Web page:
Public hearings about a massive coastal storm-surge barrier proposed for the Galveston area are scheduled to start in November, according to the Army Corps of Engineers.
Corps officials said they were finalizing plans for what a coastal spine in Galveston area would look like and groups involved in the corps process said they expect the chosen design to be a barrier along the coast, rather than inland.
The corps is completing the Coastal Texas Study, a multi-million dollar project that includes developing plans for a coastal barrier meant to protect some areas around Galveston Bay from storm surge flooding such as caused by Hurricane Ike in 2008.
The corps has not yet revealed what that barrier should look like. In May, the agency released four drawings of potential alternatives for the barrier project.
The alternatives vary widely from a barrier that runs the length of Galveston Island and the Bolivar Peninsula, with gates across the mouth of the Galveston Ship Channel, to a system of levees that would be built along the west side of Galveston Bay.
In coming months, the corps will choose one of the four alternatives as its preferred design, said Sharon Tirpak, deputy chief of project management for the Army Corps of Engineer’s Galveston District.
Tirpak would not say which of the four alternatives was the most likely to be recommended. But for nearly 10 years, the most consistent and loud local support has been for a barrier and gate system that runs along the coast.
A recommendation of one of the alternatives other than a barrier along the coast would be surprising, said Bob Mitchell, the president of the Bay Area Houston Economic Partnership.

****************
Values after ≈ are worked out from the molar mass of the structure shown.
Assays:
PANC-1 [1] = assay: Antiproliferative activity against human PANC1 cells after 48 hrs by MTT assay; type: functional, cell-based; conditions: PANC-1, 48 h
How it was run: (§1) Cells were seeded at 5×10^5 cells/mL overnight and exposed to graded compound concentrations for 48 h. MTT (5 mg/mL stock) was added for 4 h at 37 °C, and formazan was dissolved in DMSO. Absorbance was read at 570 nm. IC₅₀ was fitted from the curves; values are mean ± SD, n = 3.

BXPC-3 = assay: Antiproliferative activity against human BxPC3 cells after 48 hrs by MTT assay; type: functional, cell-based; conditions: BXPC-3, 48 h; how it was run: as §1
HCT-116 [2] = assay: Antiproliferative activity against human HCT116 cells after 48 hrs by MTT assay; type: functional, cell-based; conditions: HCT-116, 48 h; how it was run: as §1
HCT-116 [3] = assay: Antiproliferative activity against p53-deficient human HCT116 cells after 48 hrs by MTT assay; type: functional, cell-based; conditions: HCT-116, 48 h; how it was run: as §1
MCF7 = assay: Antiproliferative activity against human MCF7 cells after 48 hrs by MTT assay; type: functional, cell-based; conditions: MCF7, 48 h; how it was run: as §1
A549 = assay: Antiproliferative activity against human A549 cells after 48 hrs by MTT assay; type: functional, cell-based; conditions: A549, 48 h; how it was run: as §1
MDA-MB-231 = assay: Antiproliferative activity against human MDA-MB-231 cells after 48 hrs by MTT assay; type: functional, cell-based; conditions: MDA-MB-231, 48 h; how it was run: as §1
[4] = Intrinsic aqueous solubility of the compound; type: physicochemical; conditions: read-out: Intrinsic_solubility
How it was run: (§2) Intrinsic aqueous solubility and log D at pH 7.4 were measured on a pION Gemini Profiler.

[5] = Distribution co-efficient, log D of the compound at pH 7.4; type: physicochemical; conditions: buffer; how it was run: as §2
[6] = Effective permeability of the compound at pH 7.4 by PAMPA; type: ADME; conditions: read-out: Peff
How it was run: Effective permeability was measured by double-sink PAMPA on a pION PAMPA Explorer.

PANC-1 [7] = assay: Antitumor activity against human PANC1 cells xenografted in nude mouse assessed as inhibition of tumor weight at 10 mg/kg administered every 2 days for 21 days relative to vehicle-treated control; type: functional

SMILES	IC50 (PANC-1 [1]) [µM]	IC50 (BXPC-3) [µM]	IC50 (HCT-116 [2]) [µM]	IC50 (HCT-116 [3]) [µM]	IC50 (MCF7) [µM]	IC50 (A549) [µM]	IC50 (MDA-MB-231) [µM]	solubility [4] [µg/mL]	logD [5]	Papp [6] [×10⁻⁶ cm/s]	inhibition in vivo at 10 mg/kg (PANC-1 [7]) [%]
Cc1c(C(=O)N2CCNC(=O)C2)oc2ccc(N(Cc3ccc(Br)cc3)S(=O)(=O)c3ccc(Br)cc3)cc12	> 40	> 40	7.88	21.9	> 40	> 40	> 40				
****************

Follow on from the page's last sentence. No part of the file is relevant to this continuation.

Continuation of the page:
“I’m confident that’s going to be the choice,” Mitchell said. “That’s based on conversations and based on common sense.”
The partnership has been among the leading advocates for the coastal barrier. It has recruited local governments to pass resolutions in favor of the concept, and produced slick movies arguing for the concept.
Environmental advocates also have heard the corps is leaning toward the coastal alternative, said Bob Stokes, president of the Galveston Bay Foundation. If that’s proposed, the foundation will have concerns, Stokes said.
“Our biggest concern still revolves around the proposed floodgates between Galveston and Bolivar,” he said. “The corps has said very little about the details on the proposed gates. Restricting flow will slow down circulation in the bay. Slowing circulation will mean the bay flushes less frequently, which could lead to more algal blooms and poor water quality.”
Stokes expected the corps would explain how a coastal gate might affect fish, shrimp and crabs when it reveals its preferred design in October, he said.
After that plan is revealed, the corps plans to give people about a month to analyze the proposal before starting public hearings, Tirpak said.
Even after the public hearings are completed, the corps’ final report on the Coastal Texas Plan isn’t scheduled to be completed until 2021.
After the plan is completed, the barrier would still needed to be funded. Estimates for the coastal barrier have placed its cost anywhere from $6 billion to $15 billion.